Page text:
The Island of 1773 was a very different place. The Mi'kmaq people who predated colonization called it Epekwitk (oft-anglicized as “Abegweit”), meaning cradle on the waves. The French colonists who came circa 1720 and formed PEI’s Acadian community called it Île Saint-Jean, anglicized into the Island of Saint John or St. John’s Island after the British empire took over in 1758. The name was changed to Prince Edward Island in 1799 partly to avoid confusion with the similarly-named Saint John, New Brunswick, and St. John’s, Newfoundland.
When Governor Walter Patterson and other key British-appointed officials began arriving circa 1770-1773, they found an island that was little more than a wilderness. Fiscally drained by the inter-continental Seven Years’ War (1756-1763) that had helped cement British control of St. John's Island, the British Empire was reluctant to spend any money to improve or develop its colonies, preferring they be as self-sufficient as possible.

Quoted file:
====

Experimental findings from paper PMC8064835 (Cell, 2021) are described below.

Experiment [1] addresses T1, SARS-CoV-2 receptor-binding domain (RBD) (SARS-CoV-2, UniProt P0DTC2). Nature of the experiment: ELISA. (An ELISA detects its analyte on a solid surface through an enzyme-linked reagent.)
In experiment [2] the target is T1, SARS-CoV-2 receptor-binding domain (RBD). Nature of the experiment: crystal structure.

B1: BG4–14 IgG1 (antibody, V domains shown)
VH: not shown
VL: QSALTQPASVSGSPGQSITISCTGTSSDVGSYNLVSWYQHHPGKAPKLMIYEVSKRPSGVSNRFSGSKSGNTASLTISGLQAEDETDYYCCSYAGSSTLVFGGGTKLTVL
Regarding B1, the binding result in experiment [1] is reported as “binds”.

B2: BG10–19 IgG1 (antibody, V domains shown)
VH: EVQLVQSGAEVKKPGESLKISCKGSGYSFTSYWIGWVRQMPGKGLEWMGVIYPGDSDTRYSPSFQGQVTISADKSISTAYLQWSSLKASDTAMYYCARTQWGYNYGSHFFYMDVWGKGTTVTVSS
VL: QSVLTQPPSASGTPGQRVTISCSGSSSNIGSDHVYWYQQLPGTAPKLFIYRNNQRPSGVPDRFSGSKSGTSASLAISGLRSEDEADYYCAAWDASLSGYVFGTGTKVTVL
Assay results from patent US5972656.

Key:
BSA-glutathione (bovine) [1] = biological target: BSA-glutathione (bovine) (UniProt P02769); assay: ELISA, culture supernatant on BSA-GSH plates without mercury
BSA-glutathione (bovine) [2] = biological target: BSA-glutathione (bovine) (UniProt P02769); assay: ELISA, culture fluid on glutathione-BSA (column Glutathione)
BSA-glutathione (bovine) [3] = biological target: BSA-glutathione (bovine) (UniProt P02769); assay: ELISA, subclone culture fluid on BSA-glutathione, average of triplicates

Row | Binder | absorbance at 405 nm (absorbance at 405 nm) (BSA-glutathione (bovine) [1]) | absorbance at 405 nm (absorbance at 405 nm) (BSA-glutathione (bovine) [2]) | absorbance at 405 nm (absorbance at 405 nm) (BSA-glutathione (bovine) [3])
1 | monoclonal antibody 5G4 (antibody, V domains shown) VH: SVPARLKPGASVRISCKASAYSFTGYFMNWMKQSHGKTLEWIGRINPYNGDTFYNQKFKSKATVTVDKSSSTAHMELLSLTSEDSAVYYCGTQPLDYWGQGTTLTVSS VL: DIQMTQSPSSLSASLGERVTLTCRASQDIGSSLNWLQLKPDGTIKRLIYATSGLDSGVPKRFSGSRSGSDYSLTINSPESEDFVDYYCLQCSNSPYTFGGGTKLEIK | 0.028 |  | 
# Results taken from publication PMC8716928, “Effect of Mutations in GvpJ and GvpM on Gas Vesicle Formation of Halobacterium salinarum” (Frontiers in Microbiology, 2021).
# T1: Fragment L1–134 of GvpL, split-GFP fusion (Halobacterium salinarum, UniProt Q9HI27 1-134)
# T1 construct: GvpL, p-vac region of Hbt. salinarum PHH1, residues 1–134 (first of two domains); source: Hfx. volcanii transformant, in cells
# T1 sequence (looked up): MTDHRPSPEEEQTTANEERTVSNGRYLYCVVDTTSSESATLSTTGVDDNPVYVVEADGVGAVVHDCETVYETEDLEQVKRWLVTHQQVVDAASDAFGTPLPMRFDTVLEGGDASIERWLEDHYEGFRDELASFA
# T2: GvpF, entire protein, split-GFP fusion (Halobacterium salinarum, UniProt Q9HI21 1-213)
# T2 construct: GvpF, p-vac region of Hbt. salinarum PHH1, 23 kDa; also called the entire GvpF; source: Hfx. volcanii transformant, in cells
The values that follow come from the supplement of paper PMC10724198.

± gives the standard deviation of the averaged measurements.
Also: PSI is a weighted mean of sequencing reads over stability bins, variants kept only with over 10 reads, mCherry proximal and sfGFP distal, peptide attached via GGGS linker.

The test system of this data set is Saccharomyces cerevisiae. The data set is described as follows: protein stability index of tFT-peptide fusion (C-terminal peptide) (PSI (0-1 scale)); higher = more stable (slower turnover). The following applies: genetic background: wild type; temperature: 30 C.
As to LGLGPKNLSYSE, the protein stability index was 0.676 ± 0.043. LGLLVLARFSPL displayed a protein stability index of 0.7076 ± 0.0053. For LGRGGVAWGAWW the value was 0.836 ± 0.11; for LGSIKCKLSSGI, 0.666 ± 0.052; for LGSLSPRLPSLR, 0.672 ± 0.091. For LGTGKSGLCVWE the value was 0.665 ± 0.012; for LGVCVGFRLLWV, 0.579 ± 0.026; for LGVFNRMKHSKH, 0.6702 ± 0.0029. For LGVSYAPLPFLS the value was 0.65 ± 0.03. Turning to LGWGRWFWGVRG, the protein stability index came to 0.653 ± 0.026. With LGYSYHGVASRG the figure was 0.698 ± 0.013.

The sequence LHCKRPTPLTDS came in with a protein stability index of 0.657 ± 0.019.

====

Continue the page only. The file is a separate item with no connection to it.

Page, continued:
Ownership of most of the colony’s land was divided up by the Crown into lots awarded to assorted elite British proprietors who were expected to develop these properties and pay “quit rents” to fund colonial administration, but many of these oft-absentee landlords shirked both duties, resulting in a primitive, cash-starved colony. Governor Patterson’s early days on the Island were spent largely on building himself a house for shelter. He and other initial appointees went unpaid for over five years. The colony’s first Chief Justice even died of starvation, and some officials either delayed their arrival indefinitely or resigned their commissions rather than move to the forbidding colonial outpost.